Krystine Dinh is one of the most knowledgeable volunteers at the Sierra Search Center. She is a problem solver, an organizer and a good friend. When Krystine is present people gravitate to her to talk, walk, or to simply sit in silence. Unfortunately Krystine’s knowledge and empathy were not easily achieved as they were born of personal experience.
On May 17, 2011, her devoted cousin Michelle Le disappeared while taking nursing classes at Kaiser Hospital in Hayward, CA. That event thrust Krystine and her family into the arena that none of us are prepared to enter, yet are expected to master. It’s never easy to stare into the abyss, particularly when the wind is forcefully pushing at your back and especially when one of the people you love the most is unexpectedly missing and thought to be deceased.
So, how do you reconcile the chaos of violent crime with an orderly world and a life plan that now litters your path like shards of broken glass? One way to do that is to draw upon your experience and instinct and get busy trying to achieve that elusive reconciliation.
The first time I saw Krystine was on TV. She was facing a bank of television cameras responding to the disappearance of dear Michelle. She seemed cool, calm and collected — as if she’d been doing this all her life. Her words reassured those around her and she spoke with confidence. “Pretty good for somebody who is totally freaking out because her best friend and confidant had disappeared,” I thought.
About a week later I met Krystine, her cousin Michael Le and Michelle’s entire family. She had moved to the Bay Area to begin a new job the day before Michelle vanished. She seemed smaller, more fragile in person. The rest of the family lived in San Diego and had caravanned up to the Bay Area to find Michelle, and they needed help.
Instinct is a gift. It is different than intelligence, but equally as important in achieving success. Instinct helps you get your bearings in the storm and assists in navigating against a difficult tide.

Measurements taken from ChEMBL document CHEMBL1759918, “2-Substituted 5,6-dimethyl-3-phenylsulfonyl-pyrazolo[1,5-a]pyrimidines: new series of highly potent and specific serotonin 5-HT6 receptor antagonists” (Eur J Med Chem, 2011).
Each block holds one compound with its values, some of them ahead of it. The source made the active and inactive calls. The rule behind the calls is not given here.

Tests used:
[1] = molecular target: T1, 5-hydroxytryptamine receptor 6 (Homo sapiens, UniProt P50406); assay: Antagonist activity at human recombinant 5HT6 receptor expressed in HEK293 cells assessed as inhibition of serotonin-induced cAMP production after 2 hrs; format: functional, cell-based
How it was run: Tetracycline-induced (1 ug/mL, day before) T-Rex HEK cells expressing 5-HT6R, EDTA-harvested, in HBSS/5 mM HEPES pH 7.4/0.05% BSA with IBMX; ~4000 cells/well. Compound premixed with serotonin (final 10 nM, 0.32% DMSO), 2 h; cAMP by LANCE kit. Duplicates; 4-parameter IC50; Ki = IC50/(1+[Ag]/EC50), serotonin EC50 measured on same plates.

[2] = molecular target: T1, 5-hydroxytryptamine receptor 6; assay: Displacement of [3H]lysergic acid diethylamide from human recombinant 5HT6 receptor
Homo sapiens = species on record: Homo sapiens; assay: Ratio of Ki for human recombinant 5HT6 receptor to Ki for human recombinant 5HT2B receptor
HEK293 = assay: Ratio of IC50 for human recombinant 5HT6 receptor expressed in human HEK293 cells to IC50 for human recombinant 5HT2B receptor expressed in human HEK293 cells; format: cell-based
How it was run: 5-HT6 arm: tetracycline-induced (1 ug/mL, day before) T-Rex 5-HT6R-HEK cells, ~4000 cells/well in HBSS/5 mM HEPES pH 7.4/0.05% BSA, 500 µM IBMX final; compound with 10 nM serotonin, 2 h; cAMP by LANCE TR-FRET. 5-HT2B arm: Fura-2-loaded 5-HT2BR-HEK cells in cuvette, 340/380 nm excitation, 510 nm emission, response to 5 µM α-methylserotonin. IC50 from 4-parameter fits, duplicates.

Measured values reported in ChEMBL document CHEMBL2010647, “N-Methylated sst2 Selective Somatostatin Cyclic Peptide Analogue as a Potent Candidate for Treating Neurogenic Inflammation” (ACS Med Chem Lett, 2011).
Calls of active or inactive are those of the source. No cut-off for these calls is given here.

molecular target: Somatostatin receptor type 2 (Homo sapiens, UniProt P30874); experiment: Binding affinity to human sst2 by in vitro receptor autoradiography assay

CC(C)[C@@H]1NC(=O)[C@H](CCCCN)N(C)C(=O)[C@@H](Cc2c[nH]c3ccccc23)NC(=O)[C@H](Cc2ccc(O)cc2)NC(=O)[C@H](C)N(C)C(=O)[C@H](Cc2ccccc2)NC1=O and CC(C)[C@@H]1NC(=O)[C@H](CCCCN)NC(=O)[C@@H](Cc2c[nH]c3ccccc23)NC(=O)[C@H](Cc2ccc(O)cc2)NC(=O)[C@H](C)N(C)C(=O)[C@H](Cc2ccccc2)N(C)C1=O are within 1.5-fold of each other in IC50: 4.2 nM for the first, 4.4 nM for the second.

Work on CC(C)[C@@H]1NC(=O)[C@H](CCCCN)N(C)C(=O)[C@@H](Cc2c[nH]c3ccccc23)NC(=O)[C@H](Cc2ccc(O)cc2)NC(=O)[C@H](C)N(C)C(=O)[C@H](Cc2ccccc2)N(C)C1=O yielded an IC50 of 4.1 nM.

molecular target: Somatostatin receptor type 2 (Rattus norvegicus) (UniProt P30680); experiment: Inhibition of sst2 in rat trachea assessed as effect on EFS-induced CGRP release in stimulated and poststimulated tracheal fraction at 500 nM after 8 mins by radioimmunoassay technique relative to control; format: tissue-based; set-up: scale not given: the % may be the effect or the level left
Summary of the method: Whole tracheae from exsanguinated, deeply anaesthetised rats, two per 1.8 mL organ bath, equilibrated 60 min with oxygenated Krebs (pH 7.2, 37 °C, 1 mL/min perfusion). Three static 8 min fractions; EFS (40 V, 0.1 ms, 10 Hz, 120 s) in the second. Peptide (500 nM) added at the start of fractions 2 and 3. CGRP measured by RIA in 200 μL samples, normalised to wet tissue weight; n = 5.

Michelle’s family remained united in the midst of a ripping tide, but it was left to the kids, the first generation Americans, to navigate. Krystine belied her years and took the helm. She never wavered in her resolve, she never lost her cool and she commanded the respect of all.
It has been less than a year since Michelle disappeared. It took four months to find her. It has been less than eight months since Michelle’s remains were discovered. Yet Krystine and her remarkable cousin Michael come to the Sierra Search Center whenever they can. They have fought through the pain and the agony of loss and have emerged stronger and more focused for the experienced. Now they share the benefit of their experience with those facing a similar situation.
Krystine Dinh is one of the most knowledgeable and experienced volunteers at the Sierra Search Center. With her help we have conducted sixteen volunteer searches. We have deployed 6,134 searchers on 556 search assignments and blanketed a 20-mile radius around Sierra’s home. In all we have expended 30,936 hours and fed and supplied the entire enterprise on primarily donated food and supplies.
My wife Violet says that Krystine reminds her of me. In a certain sense that may be so. However, Krystine is much younger, much prettier and probably much smarter than me. She’s also a woman and she is Asian. You know, in many ways Krystine reminds me of Violet.